This page contains a Flash digital edition of a book.
INDUSTRY AWARENESS ZONE – PROGRAMME


14:30 – 15:00


Nordson UK Speaker - Mike Handscombe Advances in dense-phase technology for greater efficiency and process control


8 years ago, Nordson introduced to the market a new method of delivering powder to the spray gun with the minimum amount of air – dense-phase technology was born!


With the release of the 3rd generation of the powder coating systems utilizing this technology, over 150 automatic lines installed in Europe, we are finding plenty of confirmation to the original expectations and promises of this technology.


The highest level of process control, best quality of automated colour change, improved application efficiency and recessed areas penetration – all are being achieved and enjoyed buy hundreds of manual and automatic powder coaters operating in many industries.


This presentation provides a general overview of this innovative technology and provides facts about those who’ve already experienced it.


Don’t miss this great opportunity to learn how dense-phase technology can enhance your next powder coating system.


15:10 – 15:40


SLF UK Speaker - Jan Den Hartog


DARC (Dark Radiation & Convection) Oven Quick enamelling with energy-saving for powder & paint coating


By combining two established technologies (long-wave infrared radiation and convection) a new enamelling oven has been developed by SLF. It enables economical and energy- efficient hardening, particularly of wet and cataphoretic paints on thick-walled workpieces.


SLF’s new DARC oven consists of heated sidewalls and base which are double-walled such that hot gas can be blown through. The gases are directed in a circular flow and the heat energy released to the walls and the floor and then returned through the gas burner.


Practical feedback shows that it is not only suitable for enamelling powder coating on thick-walled workpieces, but also for quick enamelling/drying on workpieces with different wall thicknesses from 2 mm up to 200 mm.


Shorter heating-up times means process time is reduced and for thick cross sections, the space needed takes only 1/4 of that required for a normal circulating air oven.


Since workpieces with different cross-section thicknesses have different heating-up times, in addition to infrared radiation, convection is switched on for a specific time.


14 SURFACE WORLD september 2013 - show issue


read online @ www.surfaceworld.com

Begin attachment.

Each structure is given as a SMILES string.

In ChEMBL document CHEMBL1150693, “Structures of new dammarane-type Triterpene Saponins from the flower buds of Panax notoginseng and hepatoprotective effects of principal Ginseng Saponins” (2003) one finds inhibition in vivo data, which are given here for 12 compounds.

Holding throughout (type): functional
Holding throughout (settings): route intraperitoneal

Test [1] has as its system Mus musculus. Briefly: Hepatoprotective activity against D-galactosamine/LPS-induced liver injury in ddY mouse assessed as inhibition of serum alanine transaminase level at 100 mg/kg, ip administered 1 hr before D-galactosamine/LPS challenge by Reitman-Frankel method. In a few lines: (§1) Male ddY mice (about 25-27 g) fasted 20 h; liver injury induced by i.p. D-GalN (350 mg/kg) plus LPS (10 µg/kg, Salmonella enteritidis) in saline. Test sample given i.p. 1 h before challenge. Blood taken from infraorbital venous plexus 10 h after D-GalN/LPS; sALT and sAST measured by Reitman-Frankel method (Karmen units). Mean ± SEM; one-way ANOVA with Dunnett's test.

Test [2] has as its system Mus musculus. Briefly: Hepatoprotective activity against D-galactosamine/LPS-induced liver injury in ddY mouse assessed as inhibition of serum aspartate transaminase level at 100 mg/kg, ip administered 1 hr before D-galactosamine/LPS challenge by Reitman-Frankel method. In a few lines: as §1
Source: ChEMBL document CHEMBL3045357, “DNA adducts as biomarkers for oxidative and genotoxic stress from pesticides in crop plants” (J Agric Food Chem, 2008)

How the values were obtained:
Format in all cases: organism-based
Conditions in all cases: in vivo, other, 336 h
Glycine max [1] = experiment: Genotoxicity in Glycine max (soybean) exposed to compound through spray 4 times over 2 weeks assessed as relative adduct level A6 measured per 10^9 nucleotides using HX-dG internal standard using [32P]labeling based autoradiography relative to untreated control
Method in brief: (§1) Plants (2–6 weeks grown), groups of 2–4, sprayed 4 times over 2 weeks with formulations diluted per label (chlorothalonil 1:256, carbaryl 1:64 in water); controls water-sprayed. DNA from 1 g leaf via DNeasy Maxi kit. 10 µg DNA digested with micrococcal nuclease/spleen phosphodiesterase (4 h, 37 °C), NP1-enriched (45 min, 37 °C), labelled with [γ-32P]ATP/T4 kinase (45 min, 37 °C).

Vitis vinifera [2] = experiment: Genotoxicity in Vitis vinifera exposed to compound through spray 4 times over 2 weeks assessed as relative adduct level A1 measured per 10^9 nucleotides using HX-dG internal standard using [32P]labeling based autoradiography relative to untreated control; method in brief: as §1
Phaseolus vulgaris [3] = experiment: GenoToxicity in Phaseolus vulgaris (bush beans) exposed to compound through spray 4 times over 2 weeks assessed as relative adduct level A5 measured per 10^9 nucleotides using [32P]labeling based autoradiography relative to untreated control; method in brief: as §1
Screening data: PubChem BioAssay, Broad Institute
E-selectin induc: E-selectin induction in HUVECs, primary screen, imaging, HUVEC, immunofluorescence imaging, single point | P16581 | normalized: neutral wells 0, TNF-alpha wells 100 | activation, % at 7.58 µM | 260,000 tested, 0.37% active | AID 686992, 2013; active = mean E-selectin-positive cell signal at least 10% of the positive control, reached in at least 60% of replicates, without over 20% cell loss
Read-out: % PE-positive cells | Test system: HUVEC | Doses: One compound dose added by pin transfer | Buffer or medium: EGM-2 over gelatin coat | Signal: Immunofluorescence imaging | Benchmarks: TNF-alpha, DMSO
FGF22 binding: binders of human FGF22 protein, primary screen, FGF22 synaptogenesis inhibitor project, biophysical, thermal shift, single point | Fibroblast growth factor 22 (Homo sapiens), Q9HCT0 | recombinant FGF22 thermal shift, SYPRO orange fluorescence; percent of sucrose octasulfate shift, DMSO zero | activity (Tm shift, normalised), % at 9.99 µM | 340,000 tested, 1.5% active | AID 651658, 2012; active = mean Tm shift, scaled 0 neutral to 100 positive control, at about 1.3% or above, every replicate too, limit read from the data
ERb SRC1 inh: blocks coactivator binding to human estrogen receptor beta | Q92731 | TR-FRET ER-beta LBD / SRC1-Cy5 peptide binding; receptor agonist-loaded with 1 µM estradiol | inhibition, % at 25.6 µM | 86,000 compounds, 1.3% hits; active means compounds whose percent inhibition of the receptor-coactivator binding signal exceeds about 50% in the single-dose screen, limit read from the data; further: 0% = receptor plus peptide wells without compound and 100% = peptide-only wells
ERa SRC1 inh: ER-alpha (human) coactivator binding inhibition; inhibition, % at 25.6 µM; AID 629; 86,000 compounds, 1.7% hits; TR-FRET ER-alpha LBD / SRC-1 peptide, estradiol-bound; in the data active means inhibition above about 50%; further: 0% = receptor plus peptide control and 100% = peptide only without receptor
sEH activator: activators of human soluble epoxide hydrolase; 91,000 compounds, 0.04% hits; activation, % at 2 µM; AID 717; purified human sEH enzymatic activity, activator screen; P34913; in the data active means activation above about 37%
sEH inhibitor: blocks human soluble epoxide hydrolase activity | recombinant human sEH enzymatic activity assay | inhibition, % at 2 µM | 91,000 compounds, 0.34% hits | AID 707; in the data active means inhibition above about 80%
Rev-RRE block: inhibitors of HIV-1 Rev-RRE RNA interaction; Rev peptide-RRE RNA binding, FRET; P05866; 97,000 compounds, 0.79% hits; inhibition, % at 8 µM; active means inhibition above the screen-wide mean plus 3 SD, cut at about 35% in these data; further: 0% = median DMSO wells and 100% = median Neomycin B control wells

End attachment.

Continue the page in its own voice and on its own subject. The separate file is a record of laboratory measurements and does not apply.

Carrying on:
Page 1  |  Page 2  |  Page 3  |  Page 4  |  Page 5  |  Page 6  |  Page 7  |  Page 8  |  Page 9  |  Page 10  |  Page 11  |  Page 12  |  Page 13  |  Page 14  |  Page 15  |  Page 16  |  Page 17  |  Page 18  |  Page 19  |  Page 20  |  Page 21  |  Page 22  |  Page 23  |  Page 24  |  Page 25  |  Page 26  |  Page 27  |  Page 28  |  Page 29  |  Page 30  |  Page 31  |  Page 32  |  Page 33  |  Page 34  |  Page 35  |  Page 36  |  Page 37  |  Page 38  |  Page 39  |  Page 40  |  Page 41  |  Page 42  |  Page 43  |  Page 44  |  Page 45  |  Page 46  |  Page 47  |  Page 48  |  Page 49  |  Page 50  |  Page 51  |  Page 52  |  Page 53  |  Page 54  |  Page 55  |  Page 56  |  Page 57  |  Page 58  |  Page 59  |  Page 60  |  Page 61  |  Page 62  |  Page 63  |  Page 64  |  Page 65  |  Page 66  |  Page 67  |  Page 68  |  Page 69  |  Page 70  |  Page 71  |  Page 72  |  Page 73  |  Page 74  |  Page 75  |  Page 76  |  Page 77  |  Page 78  |  Page 79  |  Page 80  |  Page 81  |  Page 82  |  Page 83  |  Page 84  |  Page 85  |  Page 86  |  Page 87  |  Page 88  |  Page 89  |  Page 90  |  Page 91  |  Page 92  |  Page 93  |  Page 94  |  Page 95  |  Page 96  |  Page 97  |  Page 98  |  Page 99  |  Page 100  |  Page 101  |  Page 102  |  Page 103  |  Page 104  |  Page 105  |  Page 106  |  Page 107  |  Page 108  |  Page 109  |  Page 110  |  Page 111  |  Page 112  |  Page 113  |  Page 114  |  Page 115  |  Page 116  |  Page 117  |  Page 118  |  Page 119  |  Page 120  |  Page 121  |  Page 122  |  Page 123  |  Page 124  |  Page 125  |  Page 126  |  Page 127  |  Page 128  |  Page 129  |  Page 130  |  Page 131  |  Page 132  |  Page 133  |  Page 134  |  Page 135  |  Page 136  |  Page 137  |  Page 138  |  Page 139  |  Page 140  |  Page 141  |  Page 142  |  Page 143  |  Page 144  |  Page 145  |  Page 146  |  Page 147  |  Page 148  |  Page 149  |  Page 150  |  Page 151  |  Page 152  |  Page 153  |  Page 154  |  Page 155  |  Page 156  |  Page 157  |  Page 158  |  Page 159  |  Page 160  |  Page 161  |  Page 162  |  Page 163  |  Page 164  |  Page 165  |  Page 166  |  Page 167  |  Page 168